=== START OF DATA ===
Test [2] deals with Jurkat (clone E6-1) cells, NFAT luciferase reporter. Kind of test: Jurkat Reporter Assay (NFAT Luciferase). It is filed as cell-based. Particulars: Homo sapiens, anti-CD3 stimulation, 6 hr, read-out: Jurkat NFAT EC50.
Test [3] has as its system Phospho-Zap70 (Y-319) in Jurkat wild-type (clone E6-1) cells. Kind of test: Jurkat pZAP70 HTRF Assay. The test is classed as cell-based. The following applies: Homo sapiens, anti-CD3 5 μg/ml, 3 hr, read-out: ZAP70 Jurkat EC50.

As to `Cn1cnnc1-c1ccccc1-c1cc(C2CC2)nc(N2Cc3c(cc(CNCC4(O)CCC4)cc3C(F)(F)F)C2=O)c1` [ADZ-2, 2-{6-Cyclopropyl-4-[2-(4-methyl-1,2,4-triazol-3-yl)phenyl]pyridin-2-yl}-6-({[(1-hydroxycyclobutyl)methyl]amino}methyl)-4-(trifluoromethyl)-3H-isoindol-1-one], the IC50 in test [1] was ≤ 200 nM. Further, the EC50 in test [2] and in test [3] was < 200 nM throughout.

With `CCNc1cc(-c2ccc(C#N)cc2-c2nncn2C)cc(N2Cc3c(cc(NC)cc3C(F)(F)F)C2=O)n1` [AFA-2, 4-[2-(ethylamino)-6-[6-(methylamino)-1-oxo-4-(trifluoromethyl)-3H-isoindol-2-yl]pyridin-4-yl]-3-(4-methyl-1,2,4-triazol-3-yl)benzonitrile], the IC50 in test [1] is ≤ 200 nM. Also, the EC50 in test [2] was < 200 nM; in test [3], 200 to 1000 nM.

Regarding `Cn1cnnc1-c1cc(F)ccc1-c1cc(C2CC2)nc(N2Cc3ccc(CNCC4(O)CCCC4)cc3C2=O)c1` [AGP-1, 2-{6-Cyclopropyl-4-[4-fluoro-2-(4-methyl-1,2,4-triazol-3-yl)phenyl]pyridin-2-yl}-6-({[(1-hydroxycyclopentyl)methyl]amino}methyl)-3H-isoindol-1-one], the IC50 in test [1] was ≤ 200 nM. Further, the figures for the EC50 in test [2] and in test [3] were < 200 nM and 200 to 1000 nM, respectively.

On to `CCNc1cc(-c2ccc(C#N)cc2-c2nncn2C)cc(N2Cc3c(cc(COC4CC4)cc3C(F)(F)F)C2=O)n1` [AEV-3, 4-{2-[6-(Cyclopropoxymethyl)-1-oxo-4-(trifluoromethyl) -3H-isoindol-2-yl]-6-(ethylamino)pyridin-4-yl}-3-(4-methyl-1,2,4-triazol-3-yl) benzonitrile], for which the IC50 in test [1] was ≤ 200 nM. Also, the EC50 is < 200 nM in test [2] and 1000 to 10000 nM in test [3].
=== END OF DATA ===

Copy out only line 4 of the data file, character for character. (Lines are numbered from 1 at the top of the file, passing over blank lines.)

With `CCNc1cc(-c2ccc(C#N)cc2-c2nncn2C)cc(N2Cc3c(cc(NC)cc3C(F)(F)F)C2=O)n1` [AFA-2, 4-[2-(ethylamino)-6-[6-(methylamino)-1-oxo-4-(trifluoromethyl)-3H-isoindol-2-yl]pyridin-4-yl]-3-(4-methyl-1,2,4-triazol-3-yl)benzonitrile], the IC50 in test [1] is ≤ 200 nM. Also, the EC50 in test [2] was < 200 nM; in test [3], 200 to 1000 nM.